Importance of Copyright Registration

Copyright is a set of rights available to the owner/ author of a work as soon as the author creates the work. However, such rights are limited if the copyright is not registered. In India, the Copyright Act of 1957 governs copyrights' provisions, registration, protection, and enforcement.

Registration of copyright under the Act inter alia provides the following benefits:

1. Public record of ownership.
2. Presumption as to ownership.
3. Right to file a suit for infringement of copyright.  

A copyright protects an original literary, artistic, musical, or dramatic work, including books, cinematographic films, architectural drawings, paintings, software, and songs. However, copyright law does not protect ideas, and therefore, the work must be tangible for copyright to exist. As soon as the work is put into a tangible form, copyright protection automatically applies, and no further action is required. 

In India, copyright is protected under the provisions of the Copyright Act and grants the author of the work the following exclusive rights: 

1. Right to reproduce, distribute or publish the work;
2. Right to make copies of the work; 
3. Right to make derivatives of the work;
4. Right to perform or communicate the work to the public;
5. Right to broadcast or display the work to the public

In addition, the author also has the right to sell or license any of the rights listed above. 
One question that may have come to your mind is that if copyright exists as soon as a work is created, one must incur additional expenses to get it registered under the Copyright Act. As per the Copyright Act, the following benefits are available only to the registered owner of the copyright: 

  • Public record of ownership: Once a copyright is registered, it is published in the Register of Copyrights, a public document, thereby creating a public record of ownership. This is important as a person is required to prove ownership of work. If his work is challenged in court, and such records help, show the court that the certificate holder owns the work.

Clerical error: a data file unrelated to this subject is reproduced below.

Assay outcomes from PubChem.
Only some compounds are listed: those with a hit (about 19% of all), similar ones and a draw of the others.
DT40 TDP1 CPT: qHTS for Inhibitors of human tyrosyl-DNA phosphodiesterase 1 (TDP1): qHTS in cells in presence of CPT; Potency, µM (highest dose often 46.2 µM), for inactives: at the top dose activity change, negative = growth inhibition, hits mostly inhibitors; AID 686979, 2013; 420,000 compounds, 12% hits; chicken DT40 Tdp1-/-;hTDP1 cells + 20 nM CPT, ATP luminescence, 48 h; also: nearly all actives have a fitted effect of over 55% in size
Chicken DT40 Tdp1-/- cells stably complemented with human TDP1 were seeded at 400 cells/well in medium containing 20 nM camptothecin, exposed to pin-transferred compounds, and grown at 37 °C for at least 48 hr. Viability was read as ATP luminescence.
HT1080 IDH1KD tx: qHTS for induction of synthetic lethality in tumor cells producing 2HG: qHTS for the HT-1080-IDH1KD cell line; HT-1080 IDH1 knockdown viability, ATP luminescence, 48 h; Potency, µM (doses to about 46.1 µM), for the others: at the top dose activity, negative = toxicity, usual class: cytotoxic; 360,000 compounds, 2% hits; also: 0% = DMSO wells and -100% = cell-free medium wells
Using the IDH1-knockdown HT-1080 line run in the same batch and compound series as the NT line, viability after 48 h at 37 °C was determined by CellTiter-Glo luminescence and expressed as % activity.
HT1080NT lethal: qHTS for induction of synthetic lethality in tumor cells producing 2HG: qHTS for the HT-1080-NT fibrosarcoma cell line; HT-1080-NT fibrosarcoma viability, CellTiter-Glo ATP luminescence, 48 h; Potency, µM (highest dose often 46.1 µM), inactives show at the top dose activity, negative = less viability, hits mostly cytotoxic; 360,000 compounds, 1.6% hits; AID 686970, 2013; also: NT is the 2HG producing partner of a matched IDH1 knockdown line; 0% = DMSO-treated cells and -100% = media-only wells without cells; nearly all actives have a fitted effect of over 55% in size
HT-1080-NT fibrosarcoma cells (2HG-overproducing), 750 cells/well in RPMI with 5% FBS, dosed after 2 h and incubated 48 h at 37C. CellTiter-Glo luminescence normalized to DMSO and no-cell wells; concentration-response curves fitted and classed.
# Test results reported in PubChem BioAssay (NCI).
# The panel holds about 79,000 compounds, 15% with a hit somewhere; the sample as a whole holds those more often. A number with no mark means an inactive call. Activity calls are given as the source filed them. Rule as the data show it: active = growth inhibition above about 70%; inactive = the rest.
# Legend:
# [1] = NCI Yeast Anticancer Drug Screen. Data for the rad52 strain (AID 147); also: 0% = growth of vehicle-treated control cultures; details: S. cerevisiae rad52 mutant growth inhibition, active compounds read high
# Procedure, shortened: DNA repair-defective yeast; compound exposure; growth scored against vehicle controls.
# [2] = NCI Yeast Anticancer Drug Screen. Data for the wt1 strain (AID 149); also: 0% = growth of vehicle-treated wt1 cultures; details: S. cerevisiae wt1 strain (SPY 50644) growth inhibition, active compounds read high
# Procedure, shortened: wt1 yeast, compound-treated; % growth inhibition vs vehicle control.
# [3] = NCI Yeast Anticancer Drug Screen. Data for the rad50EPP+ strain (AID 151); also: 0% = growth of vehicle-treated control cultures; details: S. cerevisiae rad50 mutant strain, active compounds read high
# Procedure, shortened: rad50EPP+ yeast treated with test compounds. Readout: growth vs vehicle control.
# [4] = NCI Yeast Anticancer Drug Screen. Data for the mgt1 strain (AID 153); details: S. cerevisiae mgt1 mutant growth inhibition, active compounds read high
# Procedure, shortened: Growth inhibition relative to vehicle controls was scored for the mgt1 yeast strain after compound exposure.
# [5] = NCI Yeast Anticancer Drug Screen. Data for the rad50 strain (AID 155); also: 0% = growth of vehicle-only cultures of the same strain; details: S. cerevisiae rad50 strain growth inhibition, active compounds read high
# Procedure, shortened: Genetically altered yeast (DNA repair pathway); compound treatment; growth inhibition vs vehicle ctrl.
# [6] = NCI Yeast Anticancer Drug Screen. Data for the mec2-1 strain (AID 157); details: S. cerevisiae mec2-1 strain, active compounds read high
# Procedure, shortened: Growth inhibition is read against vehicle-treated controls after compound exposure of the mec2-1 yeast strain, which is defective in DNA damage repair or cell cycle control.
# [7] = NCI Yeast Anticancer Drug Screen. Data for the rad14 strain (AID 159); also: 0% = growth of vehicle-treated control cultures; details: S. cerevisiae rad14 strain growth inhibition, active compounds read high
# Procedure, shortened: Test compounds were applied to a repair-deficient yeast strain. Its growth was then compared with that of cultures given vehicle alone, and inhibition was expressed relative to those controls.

• Presumption as to ownership: As per Section 48 of the Act, the Register of Copyright is prima facie evidence of ownership of a copyright and the facts stated within the Register. In other words, it means that the ownership of the copyright is presumed, and any person seeking to challenge such ownership will have the burden to prove otherwise. 

  • Ability to enforce copyright by filing a suit for infringement of copyright: As per the Copyright Act, an unregistered owner of a copyright cannot file a suit for infringement. Registration under the Act is a pre-requisite for filing a suit of infringement, as the Register of Copyrights is prima facie evidence of ownership. 
  • Right to obtain statutory damages, attorney fees and costs of proceedings/ suit: Only a registered owner of a copyright has the right to obtain statutory damages, attorney fees, and costs of suits as per the provisions of the Copyright Act. If such work is not registered, then the owner of such work can only seek damages for actual loss. Therefore, registration will help the owner save a considerable amount of money.
  • Right to obtain administrative remedies: Registration of copyright gives the owner a right to obtain various legal remedies, including the right to obtain a ban on import of infringing goods and destruction of any imported infringing copies, in case of any unauthorized use by a person of the rights granted to a copyright owner under the Act.

While registration is not required for the legal protection of copyright, registration provides the above important benefits. Therefore, registering copyright under the Copyright Act is important for availing such benefits. 

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